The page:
Saturday, November 19, 2011

When the Saints Go Marching In

Licona's latest response to Geisler:

I myself affirm the historicity of the reported incident.


  1. I also believe the event is historical.

    And I agree with Licona that on can hold to inerrancy and a non-literal interpretation of Mt. 27:52-53.

    But this isn't saying much and I think misses the point of why people like Geisler may be making an issue out of it (and why persons like Mohler make an issue out of non-YEC).

    For, ultimately, one can make the words of Scripture "mean" virtually anything they want. And with a little ingenuity one can argue that the author intended that meaning. So holding to inerrancy while manipulating the text isn't very hard.

    When you get some great minds and put them to work on coming up with a case that the author meant 'x' they can even come up with a sophisticated case that the author meant 'x' to the point that perhaps only the author himself could settle the issue on whether he actually meant 'x' or 'y'.

    Take the example of YEC vs. TE. Sophisticated cases can be made for either interpretation being the author's intent. Yet one or the other (or both) is owing its plausibility simply to the natural plasticity of language and the ingenuity of the purveyors.

    So why not just humbly embrace all interpretations which have some sophisticated defense that this is what the author meant?

    I think it's because our BS detector goes off. We suspect, whether from various evidences or from intuitions, that some interpretations are being motivated by some vice or morally deficient motive.

    This is what goes on between YEC and TE all the time. e.g., When persons like Enns scoff at the idea of "apparent age" as being totally implausible outside of a YEC precommitment.

    I suspect this is also a factor in the Licona controversy. The reasoning goes, outside of the influences of liberal scholarship and its skepticism to the miraculous, there is very little reason to take the Matthew event as anything but history.

    This is why having a sophisticated case that this is what the text means (and so see we can be orthodox too!) will never be sufficient to let us all hold hands and sing kumbaya.

  2. I, too, adhere to historicity as you.

    Top of page 12: "... Not only must you fall in line with
    this interpretation, you must also condemn those who won’t or you, too, will
    suffer consequences. ..."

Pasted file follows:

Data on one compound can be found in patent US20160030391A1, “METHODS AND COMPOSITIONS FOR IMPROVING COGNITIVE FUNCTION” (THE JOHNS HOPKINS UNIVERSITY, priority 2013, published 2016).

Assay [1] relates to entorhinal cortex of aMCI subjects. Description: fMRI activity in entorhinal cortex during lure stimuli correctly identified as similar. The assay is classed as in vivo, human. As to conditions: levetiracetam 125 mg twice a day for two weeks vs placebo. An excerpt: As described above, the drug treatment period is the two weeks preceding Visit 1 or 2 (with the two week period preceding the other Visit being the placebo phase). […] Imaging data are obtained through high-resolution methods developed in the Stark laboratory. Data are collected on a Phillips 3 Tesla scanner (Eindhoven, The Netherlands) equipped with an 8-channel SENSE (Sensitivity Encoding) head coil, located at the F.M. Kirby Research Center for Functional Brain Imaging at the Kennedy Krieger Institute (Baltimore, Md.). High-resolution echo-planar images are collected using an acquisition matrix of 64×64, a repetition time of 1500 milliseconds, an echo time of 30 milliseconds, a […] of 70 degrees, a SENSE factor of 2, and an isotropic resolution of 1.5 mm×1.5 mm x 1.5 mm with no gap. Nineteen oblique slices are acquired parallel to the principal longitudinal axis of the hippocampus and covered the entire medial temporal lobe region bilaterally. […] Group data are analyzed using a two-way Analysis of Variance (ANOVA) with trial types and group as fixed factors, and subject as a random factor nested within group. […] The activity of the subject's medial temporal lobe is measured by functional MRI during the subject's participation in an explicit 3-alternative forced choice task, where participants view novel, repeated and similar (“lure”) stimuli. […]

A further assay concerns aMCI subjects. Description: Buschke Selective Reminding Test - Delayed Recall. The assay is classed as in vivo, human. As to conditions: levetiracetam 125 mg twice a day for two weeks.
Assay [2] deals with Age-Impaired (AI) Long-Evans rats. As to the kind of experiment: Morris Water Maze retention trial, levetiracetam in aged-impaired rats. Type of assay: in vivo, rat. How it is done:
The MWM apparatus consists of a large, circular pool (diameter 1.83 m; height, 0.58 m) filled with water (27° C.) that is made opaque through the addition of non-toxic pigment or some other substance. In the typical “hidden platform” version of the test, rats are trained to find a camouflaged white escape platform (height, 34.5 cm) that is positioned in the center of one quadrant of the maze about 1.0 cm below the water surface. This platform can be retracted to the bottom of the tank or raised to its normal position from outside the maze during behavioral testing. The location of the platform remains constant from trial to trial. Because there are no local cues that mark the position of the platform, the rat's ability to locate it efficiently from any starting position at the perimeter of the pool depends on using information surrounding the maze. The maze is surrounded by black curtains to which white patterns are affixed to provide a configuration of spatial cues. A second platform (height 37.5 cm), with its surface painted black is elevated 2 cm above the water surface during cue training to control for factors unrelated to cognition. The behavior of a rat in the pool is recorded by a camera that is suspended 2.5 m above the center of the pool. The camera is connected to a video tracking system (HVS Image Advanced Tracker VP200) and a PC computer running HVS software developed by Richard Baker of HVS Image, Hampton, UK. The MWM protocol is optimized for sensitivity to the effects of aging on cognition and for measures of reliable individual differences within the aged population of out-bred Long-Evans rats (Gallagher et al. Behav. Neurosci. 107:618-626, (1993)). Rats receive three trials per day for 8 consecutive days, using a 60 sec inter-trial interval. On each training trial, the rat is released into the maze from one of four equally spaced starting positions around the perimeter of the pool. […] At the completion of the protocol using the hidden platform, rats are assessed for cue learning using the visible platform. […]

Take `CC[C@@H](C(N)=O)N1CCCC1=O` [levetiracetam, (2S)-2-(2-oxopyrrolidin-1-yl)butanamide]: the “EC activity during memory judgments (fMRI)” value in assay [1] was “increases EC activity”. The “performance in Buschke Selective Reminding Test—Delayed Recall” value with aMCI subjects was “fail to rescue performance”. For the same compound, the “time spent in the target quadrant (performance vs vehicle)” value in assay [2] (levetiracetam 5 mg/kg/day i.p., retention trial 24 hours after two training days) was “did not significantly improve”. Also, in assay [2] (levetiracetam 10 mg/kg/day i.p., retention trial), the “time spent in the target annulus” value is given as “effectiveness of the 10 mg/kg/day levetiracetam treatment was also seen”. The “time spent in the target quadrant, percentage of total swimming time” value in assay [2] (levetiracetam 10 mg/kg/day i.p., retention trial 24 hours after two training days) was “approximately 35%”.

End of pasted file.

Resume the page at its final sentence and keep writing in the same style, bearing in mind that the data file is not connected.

That line made me chuckle and refreshed my memory what the Apostle wrote when defining "variance" (KJV, Gal. 5:20) as one of the fruits of the flesh!

    As I recall, only Enoch and Elijah went up without the taste of death. Moses was not nearly as fortunate.

    However, it was Moses and Elijah who met down on the mount of transfiguration so brilliantly Peter wanted to build three tabernacles!

    Then we have these verses:

    Psa 68:17 The chariots of God are twice ten thousand, thousands upon thousands; the Lord is among them; Sinai is now in the sanctuary.
    Psa 68:18 You ascended on high, leading a host of captives in your train and receiving gifts among men, even among the rebellious, that the LORD God may dwell there.


    Psa 132:6 Behold, we heard of it in Ephrathah; we found it in the fields of Jaar.
    Psa 132:7 "Let us go to his dwelling place; let us worship at his footstool!" ....Psa 132:17 There I will make a horn to sprout for David; I have prepared a lamp for my anointed.


    Heb 12:1 Therefore, since we are surrounded by so great a cloud of witnesses, let us also lay aside every weight, and sin which clings so closely, and let us run with endurance the race that is set before us,
    Heb 12:2 looking to Jesus, the founder and perfecter of our faith, who for the joy that was set before him endured the cross, despising the shame, and is seated at the right hand of the throne of God.

    Two questions then.

    How did Peter know that was Moses and Elijah?

    How did so many get there to sit as witnesses from there to what we are now the witnesses of here?

    What amazes me is why it should be an issue seeing fundamentally once our mission is over (hopefully before I pass) this present creation dissolves and our new digs become apparent to us as well?

    Mat 28:16 Now the eleven disciples went to Galilee, to the mountain to which Jesus had directed them.
    Mat 28:17 And when they saw him they worshiped him, but some doubted.
    Mat 28:18 And Jesus came and said to them, "All authority in heaven and on earth has been given to me.
    Mat 28:19 Go therefore and make disciples of all nations, baptizing them in the name of the Father and of the Son and of the Holy Spirit,
    Mat 28:20 teaching them to observe all that I have commanded you. And behold, I am with you always, to the end of the age."

  3. At the end of the fourth century, Marcellinus would write, “no wild beasts are such dangerous enemies to man as Christians are to one another.”

    I wish Licona had give the reference to that, and what he was referring to.

    Arian conflict ? Nestorian conflict?

  4. I agree with Licona that both views of Matthew 27 are consistent with inerrancy. But he underestimates the evidence for the traditional view. See here. And the objections usually raised against the traditional interpretation aren't of much significance, for reasons discussed here.